All you have to do is reply to ewa@equinewelfarealliance.org with an email saying your organization supports the legislation. If you do not belong to an organization but know an organization that may be interested in supporting this effort, please pass this on.

Kindest Regards,

John Holland
SUMMARY AS INTRODUCED:

Report on cruelty to equines. Requires localities to submit annually a report to the State Veterinarian detailing the number of persons who have violated the animal cruelty statute with respect to equine animals as well as the nature of each violation and the penalty imposed in each instance.

http://lis.virginia.gov/cgi-bin/legp604.exe?ses=151&typ=bil&val=hb1464

Horse Stuck in Cement Feeding Trough Rescued

Source: necn.com

by Tim Jones

Goshen+Horse+Rescue  photo by Goshen, NH Fire Dept.

Officials worked to rescue a horse that got stuck in a cement feeding trough in Goshen, New Hampshire, Sunday.

Goshen, Newport and Lempster officials worked together to pull the horse from the trough at 700 Mill Village Road. Twenty fire rescue personnel were on scene.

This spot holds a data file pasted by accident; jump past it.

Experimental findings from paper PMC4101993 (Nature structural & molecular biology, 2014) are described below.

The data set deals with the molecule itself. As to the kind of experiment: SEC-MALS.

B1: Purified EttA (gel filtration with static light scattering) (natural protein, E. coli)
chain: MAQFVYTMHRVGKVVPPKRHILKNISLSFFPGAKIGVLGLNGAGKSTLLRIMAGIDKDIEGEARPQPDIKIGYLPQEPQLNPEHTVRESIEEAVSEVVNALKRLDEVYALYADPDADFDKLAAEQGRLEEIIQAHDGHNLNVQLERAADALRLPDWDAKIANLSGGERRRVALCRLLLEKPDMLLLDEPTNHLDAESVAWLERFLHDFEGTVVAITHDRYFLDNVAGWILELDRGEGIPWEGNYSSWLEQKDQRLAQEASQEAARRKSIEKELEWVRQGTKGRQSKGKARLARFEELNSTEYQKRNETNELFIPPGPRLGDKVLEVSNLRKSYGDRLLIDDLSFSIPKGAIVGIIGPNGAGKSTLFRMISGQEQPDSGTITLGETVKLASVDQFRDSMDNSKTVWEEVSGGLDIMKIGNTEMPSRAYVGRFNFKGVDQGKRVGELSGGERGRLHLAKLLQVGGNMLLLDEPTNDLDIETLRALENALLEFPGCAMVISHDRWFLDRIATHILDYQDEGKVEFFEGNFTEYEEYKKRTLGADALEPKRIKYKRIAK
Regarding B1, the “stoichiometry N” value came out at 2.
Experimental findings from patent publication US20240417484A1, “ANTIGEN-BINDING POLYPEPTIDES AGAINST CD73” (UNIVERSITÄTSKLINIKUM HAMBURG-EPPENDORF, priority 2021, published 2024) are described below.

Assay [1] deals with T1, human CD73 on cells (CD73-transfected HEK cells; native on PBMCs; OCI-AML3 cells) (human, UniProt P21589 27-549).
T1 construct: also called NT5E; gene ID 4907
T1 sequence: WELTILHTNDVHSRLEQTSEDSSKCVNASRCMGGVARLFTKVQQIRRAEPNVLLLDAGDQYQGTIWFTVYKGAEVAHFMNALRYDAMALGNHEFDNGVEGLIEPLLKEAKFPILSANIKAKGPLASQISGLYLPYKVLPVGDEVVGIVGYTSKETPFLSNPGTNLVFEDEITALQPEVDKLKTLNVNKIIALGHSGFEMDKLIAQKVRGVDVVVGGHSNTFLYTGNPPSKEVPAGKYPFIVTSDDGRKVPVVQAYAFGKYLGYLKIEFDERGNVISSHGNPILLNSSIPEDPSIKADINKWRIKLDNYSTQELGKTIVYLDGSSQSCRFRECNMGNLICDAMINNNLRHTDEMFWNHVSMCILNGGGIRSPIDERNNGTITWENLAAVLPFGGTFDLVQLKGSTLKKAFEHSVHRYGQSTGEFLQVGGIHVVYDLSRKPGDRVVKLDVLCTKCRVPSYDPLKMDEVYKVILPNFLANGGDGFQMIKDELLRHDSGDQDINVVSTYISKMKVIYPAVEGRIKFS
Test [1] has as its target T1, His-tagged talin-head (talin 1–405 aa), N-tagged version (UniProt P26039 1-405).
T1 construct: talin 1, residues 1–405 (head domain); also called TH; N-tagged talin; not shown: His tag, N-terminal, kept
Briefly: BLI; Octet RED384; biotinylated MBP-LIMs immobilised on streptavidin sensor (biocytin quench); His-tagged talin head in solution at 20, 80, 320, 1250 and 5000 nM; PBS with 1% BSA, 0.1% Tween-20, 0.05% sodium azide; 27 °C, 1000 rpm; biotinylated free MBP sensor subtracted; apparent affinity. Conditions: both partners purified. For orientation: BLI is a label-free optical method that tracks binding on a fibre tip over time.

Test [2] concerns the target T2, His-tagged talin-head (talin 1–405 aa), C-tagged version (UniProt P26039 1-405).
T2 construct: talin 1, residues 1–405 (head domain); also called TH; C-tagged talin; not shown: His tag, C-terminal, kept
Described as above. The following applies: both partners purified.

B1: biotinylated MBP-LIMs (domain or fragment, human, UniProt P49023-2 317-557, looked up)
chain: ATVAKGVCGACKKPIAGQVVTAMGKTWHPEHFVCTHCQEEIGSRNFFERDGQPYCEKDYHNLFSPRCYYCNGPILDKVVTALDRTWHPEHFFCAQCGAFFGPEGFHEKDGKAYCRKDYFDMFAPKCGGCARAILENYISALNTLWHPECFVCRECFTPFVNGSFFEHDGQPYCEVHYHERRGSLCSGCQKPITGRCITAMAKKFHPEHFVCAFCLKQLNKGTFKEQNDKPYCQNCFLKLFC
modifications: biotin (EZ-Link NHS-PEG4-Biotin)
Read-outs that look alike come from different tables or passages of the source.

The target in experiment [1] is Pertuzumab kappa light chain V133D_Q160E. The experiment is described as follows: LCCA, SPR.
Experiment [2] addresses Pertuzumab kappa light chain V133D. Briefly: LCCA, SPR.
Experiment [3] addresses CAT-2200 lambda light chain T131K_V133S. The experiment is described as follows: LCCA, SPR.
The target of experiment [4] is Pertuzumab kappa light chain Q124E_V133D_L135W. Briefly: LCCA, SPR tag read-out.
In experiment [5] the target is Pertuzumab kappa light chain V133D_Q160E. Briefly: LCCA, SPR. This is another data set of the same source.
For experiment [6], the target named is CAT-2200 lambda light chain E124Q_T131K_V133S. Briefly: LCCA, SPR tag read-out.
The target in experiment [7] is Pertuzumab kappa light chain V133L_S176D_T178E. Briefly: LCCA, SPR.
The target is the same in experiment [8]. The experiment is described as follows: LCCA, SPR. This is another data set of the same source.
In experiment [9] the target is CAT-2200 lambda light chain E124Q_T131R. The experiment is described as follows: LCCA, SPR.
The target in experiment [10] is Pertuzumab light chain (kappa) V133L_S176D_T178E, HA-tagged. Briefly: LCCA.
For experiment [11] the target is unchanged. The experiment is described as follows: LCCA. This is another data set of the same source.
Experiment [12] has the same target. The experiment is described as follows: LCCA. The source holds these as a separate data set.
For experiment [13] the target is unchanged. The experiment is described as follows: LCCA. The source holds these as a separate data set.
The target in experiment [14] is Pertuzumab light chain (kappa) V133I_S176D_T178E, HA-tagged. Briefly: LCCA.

Using straps and lifting together, officials were able to rescue the horse within 35 minutes of the reported call.

Goshen+Horse+Rescue+2 photo by Goshen NH Fire Dept.

The trough was two feet deep and 30 inches wide. The owner did not know how long the horse was stuck in the trough.

One person on scene was evaluated for an injury.

A veterinarian evaluated and treated minor injuries the horse sustained.

BLM selling wild horses & burros like used cars

imageprint (2)
A mare/foal pair in the sale program because they were offered 3 times on the Internet adoption

by Grandma Gregg
Remember when we saw how the BLM was posting lots and lots of wild burros online in order to get them 3-strikes fast so they could sell them to Guatemala?   Recently, and now, the BLM is running our wild horses (and burros!) through the same way – like used cars – and are advertising them for sale on the internet.  (A few links and pics attached, but there are many more online – see the links – and a “new” internet adoption is starting in a few days.)